Daniel David Rostenkowski ( Democrat ) U.S. Illinois Representative ; Indicted on 17 felony charges- pleaded guilty to two counts of misuse of public funds and sentenced to seventeen months in federal prison.

Charles Coles Diggs, Jr. (Democrat) U.S. Michigan Representative; convicted on eleven counts of mail fraud and filing false payroll forms- sentenced to three years in prison.

George Rogers (Democrat) Massachusetts State Senate; convicted of bribery in 1978, sentenced to two years in prison.

Don Siegelman (Democrat Governor Alabama) indicted in a bid-rigging scheme involving a maternity-care program. Accused along with his former chief of staff of helping Tuscaloosa physician Phillip Bobo rig bids. Accused of moving $550,000 from the state education budget to the State Fire College in Tuscaloosa so Bobo could use the money to pay off a competitor for a state contract for maternity care.

James C. Green (Democrat) North Carolina State House of Representatives. Acquitted of accepting a bribe from an undercover FBI agent, but then convicted of tax evasion.
Frederick Richmond (Democrat) U.S. Representative New York; Arrested in Washington, D.C., for soliciting sex from a minor and from an undercover police officer – pleaded guilty to a misdemeanor. Pleaded guilty to tax evasion, marijuana possession, and improper payments to a federal employee.

Alcee Lamar Hastings (Democrat) U.S. Representative Florida; Impeached and removed from office as federal judge over bribery charges.

Marion Barry (Democrat) Mayor Washington, D.C.; convicted of cocaine possession after being caught on videotape smoking crack cocaine. Sentenced to six months in prison.

Mario Biaggi (Democrat) U.S. Representative New York; Indicted on federal charges that he had accepted bribes in return for influence on federal contracts. Convicted of obstructing justice and accepting illegal gratuities. Tried on federal racketeering charges and convicted on 15 felony counts.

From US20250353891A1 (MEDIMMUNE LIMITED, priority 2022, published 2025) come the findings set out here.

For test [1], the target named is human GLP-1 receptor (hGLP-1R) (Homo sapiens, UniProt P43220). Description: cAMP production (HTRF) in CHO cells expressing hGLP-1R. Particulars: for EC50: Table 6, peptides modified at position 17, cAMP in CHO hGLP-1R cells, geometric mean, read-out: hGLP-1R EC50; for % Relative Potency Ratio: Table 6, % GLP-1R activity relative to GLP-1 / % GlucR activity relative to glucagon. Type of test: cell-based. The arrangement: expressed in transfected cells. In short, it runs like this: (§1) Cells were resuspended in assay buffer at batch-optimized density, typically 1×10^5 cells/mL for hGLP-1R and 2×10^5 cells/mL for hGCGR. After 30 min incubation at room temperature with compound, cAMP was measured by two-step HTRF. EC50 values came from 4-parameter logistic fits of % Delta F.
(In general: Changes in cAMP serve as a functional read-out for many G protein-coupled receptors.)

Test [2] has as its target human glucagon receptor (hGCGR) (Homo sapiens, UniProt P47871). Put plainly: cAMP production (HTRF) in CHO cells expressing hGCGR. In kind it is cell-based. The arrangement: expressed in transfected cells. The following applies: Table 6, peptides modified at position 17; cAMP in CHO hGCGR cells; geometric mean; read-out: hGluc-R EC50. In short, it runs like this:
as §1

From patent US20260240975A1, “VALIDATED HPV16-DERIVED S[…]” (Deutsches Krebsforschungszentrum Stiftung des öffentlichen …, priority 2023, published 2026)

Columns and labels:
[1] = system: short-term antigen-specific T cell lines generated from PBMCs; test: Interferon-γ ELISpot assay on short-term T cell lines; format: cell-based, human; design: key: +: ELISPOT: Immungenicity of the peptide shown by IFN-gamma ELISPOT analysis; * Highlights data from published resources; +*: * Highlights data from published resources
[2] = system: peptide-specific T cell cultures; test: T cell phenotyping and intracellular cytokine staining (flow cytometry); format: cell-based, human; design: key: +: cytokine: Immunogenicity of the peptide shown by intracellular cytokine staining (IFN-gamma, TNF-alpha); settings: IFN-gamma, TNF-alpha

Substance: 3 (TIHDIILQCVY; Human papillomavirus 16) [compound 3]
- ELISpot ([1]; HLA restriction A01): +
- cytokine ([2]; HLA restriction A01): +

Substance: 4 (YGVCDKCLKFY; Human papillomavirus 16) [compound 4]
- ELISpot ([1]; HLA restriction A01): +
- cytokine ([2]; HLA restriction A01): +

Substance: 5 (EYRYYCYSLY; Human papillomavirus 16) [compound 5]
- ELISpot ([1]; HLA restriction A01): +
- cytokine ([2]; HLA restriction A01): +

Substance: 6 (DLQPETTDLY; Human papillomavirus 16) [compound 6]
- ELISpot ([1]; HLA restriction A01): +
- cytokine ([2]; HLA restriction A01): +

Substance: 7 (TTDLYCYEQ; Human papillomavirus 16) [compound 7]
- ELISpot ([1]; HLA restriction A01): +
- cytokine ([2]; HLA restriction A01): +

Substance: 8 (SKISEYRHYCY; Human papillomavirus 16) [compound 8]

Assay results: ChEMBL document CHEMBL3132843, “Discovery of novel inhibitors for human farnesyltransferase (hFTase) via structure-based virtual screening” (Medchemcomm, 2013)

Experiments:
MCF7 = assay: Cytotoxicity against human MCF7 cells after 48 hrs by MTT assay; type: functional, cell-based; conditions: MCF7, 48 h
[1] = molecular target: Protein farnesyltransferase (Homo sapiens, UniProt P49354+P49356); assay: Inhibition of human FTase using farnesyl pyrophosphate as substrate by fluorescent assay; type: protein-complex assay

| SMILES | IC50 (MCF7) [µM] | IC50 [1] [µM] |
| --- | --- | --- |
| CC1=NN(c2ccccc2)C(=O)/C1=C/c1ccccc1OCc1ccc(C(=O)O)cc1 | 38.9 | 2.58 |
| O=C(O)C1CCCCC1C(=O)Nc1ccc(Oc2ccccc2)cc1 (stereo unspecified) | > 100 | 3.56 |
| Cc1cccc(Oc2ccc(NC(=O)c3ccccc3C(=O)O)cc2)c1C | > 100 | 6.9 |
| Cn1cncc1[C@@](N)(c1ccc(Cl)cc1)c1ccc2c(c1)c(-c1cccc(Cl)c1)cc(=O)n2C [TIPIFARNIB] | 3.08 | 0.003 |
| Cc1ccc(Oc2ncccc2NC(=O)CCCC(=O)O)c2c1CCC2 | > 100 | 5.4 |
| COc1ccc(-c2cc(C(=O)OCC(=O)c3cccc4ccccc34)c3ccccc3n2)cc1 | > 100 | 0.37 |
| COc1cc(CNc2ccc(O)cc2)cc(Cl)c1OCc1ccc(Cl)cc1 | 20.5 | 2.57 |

Lee Alexander (Democrat) Mayor of Syracuse, N.Y; indicted over a $1.5 million kickback scandal. Pleaded guilty to racketeering and tax evasion charges. Served six years in prison.

Mary Rose Oakar (Democrat) U.S. Representative from Ohio; Pleaded guilty to two misdemeanor charges of funneling $16,000 through fake donors.
David Giles (Democrat) candidate for U.S. Representative from Washington. Convicted of child rape.

Gary Siplin (Democrat) Florida State Senator; found guilty of third-degree grand theft of $5,000 or more, a felony, and using services of employees for his candidacy.

Edward Mezvinsky (Democrat) U.S. Representative Iowa; Indicted on 56 federal fraud charges.

Lena Swanson (Democrat) Washington State Senate.; Pleaded guilty to charges of soliciting unlawful payments from veterans and former prisoners of war.

Abraham J. Hirschfeld (Democrat) NY candidate in Democratic primary for U.S. Senator Offered Paula Jones $1 million to drop her sexual harassment lawsuit against President Bill Clinton. Convicted in 2000 of trying to hire a hit man to kill his business partner.

Henry Cisneros (Democrat) U.S. Secretary of Housing and Urban Development; Pleaded guilty to a misdemeanor charge of lying to the FBI.